Considering the precipitous drops that Demon Slayer and Mortal Kombat experienced in their sophomore frames (more on that below), Statham’s latest should have no trouble topping the charts in the $8-9 million range. The 1000 theater count for Here Today should limit its potential, but I do have it managing to round out the top five.

Slayer and Kombat are unlikely to see the 70+ percentage falls in their third weekends and place 2-3 with Godzilla vs. Kong at fourth. And with that – here’s how I see the top 5 playing out:

1. Wrath of Man

Predicted Gross: $8.3 million

2. Demon Slayer

Predicted Gross: $2.9 million

3. Mortal Kombat

Predicted Gross: $2.7 million

4. Godzilla vs. Kong

Predicted Gross: $2 million

5. Here Today

Predicted Gross: $1.5 million

Box Office Results (April 30-May 2)

As mentioned, both Mortal Kombat and Demon Slayer fell hard after their $20 million plus premieres the previous weekend. Demon Slayer vaulted to first with $6.4 million compared to my $6.2 million estimate for a $34 million ten day total.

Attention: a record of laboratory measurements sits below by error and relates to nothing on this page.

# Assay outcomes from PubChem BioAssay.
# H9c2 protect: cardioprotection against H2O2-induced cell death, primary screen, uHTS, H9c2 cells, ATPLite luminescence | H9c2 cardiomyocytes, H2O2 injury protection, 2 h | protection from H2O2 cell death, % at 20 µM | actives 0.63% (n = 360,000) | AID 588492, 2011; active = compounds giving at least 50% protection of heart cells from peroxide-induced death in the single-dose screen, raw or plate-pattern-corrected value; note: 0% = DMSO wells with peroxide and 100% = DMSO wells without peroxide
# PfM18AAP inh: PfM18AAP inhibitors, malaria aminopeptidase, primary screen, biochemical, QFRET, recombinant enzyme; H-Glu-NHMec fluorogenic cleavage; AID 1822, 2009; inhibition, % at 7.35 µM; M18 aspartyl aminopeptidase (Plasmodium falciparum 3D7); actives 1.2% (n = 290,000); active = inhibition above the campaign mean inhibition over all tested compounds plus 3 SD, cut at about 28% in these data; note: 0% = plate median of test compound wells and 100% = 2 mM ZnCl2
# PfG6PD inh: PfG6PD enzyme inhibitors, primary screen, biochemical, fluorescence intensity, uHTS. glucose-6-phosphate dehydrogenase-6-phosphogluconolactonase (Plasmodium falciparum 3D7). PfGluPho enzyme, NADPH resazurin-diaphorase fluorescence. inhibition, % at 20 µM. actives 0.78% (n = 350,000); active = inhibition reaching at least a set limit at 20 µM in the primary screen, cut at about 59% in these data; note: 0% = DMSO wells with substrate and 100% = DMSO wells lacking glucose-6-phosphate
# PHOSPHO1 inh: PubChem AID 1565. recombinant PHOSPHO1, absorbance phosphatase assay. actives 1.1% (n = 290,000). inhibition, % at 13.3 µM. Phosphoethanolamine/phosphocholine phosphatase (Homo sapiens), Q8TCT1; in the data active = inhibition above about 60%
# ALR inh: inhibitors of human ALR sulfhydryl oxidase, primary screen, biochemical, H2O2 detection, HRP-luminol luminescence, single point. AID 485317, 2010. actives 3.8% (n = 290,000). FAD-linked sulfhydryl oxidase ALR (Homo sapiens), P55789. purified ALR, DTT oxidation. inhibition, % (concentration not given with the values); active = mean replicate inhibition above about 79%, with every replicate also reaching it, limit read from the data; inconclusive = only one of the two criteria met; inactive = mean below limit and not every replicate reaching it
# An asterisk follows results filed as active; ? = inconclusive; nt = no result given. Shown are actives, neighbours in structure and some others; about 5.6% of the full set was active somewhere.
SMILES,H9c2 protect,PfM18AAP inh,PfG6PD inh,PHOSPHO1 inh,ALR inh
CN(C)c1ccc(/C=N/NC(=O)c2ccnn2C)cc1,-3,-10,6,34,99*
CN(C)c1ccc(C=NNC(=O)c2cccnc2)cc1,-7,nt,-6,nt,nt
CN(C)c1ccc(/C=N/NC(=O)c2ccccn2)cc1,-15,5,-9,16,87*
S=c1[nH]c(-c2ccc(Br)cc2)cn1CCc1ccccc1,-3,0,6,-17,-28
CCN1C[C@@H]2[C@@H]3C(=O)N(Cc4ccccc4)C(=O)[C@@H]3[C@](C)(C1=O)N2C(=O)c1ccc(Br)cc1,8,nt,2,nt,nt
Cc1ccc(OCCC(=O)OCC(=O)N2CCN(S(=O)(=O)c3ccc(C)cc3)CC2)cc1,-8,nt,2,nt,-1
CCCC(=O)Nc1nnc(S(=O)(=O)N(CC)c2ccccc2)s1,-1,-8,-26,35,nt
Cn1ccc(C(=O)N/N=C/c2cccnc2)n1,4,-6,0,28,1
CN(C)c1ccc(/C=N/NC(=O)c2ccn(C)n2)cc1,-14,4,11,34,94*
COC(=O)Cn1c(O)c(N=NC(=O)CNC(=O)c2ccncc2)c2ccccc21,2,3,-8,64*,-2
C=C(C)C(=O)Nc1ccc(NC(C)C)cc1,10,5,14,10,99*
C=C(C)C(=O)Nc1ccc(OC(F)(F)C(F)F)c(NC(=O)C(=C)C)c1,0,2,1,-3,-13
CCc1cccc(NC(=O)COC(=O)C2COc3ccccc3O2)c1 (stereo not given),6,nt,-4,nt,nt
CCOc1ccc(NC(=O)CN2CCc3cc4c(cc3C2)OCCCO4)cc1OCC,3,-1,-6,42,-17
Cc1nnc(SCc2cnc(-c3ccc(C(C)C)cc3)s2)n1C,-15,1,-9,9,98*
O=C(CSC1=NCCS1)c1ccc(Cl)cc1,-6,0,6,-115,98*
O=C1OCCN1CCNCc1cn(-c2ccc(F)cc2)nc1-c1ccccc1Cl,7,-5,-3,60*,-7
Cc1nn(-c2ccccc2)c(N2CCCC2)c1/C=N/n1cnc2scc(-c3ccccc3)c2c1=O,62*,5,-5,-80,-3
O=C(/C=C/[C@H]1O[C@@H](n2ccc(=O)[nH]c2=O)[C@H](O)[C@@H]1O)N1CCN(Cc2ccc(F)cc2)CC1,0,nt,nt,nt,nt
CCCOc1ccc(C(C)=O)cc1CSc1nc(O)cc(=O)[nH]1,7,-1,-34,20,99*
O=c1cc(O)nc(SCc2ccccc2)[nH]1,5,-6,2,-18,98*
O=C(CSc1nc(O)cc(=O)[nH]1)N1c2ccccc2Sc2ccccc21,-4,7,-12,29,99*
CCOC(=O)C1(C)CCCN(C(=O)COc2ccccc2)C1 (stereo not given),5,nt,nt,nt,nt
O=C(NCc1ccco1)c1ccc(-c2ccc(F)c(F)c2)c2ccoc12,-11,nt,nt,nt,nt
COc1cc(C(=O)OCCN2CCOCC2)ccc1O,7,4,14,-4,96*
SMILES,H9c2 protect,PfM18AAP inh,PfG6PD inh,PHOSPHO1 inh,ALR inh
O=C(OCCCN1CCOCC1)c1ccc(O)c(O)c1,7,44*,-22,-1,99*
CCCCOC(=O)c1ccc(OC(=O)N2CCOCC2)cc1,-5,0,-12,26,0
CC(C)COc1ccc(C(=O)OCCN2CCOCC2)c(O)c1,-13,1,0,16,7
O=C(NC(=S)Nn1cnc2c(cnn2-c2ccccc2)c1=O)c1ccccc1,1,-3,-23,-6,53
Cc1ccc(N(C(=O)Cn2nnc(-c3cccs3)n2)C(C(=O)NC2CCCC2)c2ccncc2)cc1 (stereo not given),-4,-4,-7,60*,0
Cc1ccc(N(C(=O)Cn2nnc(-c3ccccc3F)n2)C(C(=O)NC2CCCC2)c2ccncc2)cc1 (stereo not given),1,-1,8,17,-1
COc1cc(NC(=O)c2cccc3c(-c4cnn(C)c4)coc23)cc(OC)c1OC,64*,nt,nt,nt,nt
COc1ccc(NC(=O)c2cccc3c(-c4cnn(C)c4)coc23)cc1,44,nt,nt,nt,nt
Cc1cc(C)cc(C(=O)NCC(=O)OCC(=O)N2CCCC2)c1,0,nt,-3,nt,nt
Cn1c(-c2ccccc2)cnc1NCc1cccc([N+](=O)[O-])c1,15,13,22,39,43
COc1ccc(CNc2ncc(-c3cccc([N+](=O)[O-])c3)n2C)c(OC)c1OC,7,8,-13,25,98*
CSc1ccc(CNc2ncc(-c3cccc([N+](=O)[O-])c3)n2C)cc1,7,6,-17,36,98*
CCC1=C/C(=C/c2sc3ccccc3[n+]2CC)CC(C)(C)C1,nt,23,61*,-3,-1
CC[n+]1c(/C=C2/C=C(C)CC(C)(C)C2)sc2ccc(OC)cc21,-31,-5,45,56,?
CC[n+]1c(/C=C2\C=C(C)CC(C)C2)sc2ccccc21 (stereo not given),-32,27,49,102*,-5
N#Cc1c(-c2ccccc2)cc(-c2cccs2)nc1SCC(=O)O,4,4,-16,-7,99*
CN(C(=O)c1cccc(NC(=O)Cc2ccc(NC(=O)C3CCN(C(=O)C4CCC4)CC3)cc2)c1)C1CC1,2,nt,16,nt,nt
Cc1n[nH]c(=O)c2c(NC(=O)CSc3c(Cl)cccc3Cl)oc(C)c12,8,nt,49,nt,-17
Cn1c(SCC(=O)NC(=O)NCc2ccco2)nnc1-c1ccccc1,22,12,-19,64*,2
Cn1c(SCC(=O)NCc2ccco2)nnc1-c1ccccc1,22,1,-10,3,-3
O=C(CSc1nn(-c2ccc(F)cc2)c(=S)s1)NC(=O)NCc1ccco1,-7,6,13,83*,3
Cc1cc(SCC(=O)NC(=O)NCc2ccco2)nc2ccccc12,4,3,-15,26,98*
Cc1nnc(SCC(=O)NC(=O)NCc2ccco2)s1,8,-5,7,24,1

Kombat dipped to 2nd with $6.2 million (well under my $9.1 million projection) and it also stands at $34 million.

Godzilla vs. Kong was third at $2.8 million (I said $2.9 million) for a five-week tally of $90 million. It could still manage to hit the century club and it would become the first COVID release to do so.

The critically drubbed horror pic Separation opened in fourth with $1.8 million, a bit below my $2.3 million take.